Why Do Birds Molt?

For healthy feathers to grow, birds shed their old feathers, which is known as molting. This guide looks at the reasons that birds molt and how to care for them.

Aug 7, 2023By Lisa Szymanski
why do birds molt

Molting happens as birds naturally lose their old and torn feathers to grow new and healthy plumage. Feathers are important for flight and protection from predators and must be replaced as the older plumage becomes worn over time. Pet birds such as canaries, parrots, and budgies molt, too, and often require extra care to encourage the formation of new feathers. To understand why birds molt, we look at the reasons for feather loss, molting signs, and caring for pets when they lose their feathers.

What is the Purpose of a Molt?

baby penguin molting surrounded by adult penguins
A young penguin starts shedding its juvenile coat

Birds molt because they have to replace the older feathers that have been damaged or become brittle and worn with new ones. The loss of plumage during this period is only temporary, and stronger feathers will regrow. Depending on the season, feather loss helps birds cope in hot climates, while the growth of soft down keeps them insulated in winter. By replacing frayed feathers, birds can take flight quickly, helping them to evade predators.

The new plumage is essential for the survival of wild birds as it is both waterproof and windproof. For researchers and bird keepers, molting makes it easier to identify a bird’s age or life stage as its color changes when they mature. Juvenile penguins transform their fluffy down into waterproof black-and-white coats as adults, whereas goldfinches lose their colorful feathering in winter.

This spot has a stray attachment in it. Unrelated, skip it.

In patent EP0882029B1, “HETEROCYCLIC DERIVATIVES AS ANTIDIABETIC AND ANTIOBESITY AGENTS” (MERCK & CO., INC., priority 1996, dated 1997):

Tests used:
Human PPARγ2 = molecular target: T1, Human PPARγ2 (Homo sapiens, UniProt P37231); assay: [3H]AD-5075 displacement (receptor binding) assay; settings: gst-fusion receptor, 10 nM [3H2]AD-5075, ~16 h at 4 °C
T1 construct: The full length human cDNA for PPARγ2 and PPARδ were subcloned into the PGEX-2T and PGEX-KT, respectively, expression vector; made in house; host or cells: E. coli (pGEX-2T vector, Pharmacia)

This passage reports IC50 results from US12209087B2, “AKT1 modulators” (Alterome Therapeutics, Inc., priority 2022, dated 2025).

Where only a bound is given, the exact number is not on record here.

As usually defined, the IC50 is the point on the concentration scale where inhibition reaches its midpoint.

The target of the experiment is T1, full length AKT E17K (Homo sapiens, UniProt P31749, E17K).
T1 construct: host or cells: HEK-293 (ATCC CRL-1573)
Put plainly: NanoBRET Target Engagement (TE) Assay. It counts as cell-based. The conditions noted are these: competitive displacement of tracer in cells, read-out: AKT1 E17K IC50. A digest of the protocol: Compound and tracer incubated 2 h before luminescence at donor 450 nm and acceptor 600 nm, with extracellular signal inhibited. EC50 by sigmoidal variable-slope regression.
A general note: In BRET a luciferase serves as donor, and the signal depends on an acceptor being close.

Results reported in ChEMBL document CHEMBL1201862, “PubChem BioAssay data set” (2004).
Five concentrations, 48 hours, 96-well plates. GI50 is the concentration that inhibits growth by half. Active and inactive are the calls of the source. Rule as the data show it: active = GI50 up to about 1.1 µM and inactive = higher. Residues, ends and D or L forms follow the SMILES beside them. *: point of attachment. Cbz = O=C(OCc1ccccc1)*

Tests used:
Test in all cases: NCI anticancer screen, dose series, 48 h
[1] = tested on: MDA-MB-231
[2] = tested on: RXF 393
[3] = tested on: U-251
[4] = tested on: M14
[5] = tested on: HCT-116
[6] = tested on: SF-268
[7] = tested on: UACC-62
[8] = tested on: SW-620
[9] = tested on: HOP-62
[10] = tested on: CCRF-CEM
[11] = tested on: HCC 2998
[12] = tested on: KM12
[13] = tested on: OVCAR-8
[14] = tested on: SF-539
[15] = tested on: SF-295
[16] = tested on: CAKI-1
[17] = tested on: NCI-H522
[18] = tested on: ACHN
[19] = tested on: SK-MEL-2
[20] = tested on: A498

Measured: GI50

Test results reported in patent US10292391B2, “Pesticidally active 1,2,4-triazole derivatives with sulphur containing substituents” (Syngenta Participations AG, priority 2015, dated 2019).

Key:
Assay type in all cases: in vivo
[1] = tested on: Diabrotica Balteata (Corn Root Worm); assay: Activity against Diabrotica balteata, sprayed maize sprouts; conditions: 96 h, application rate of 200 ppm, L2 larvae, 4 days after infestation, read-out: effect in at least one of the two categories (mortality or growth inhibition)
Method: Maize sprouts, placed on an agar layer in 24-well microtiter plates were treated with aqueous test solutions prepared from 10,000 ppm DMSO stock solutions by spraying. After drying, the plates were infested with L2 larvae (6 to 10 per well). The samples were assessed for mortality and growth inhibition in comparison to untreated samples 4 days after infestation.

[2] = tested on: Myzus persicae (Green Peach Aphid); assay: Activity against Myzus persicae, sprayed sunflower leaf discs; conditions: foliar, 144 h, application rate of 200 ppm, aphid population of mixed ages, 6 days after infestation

What Happens When Birds Molt?

blue jay molting
A blue jay with new feathers on its head

When birds start molting, they will lose their feathers, leaving them with thinned plumage or bare patches all over their bodies. The old feathering falls out and is replaced by full and healthy plumage over a few weeks. It is usually triggered by the onset of summer or winter, but the extent of the molt depends on the species and how old the animal is.

Typically, the tail, wing, and back feathers are shed, but it is not uncommon for birds to lose the feathers on their heads too. During this process, many birds experience changes in behavior. Fowl such as ducks and chickens become difficult to handle, while finches and cockatiels stop chirping. Replacing feathers consumes a great deal of energy, so birds are less active, and egg-laying is paused.

The Signs and Frequency of Molting in Birds

parakeet preening feathers while molting
A parakeet preening its feathers

The first sign that a bird is molting is the shedding of their feathers. You’ll notice thinned plumage where larger feathers fall out. These are replaced by pin feathers, which are tiny and sharp nubs that appear on the bird’s skin. They tend to preen more by picking the remaining plumage or using their heads to rub against their skin in an effort to relieve itchiness.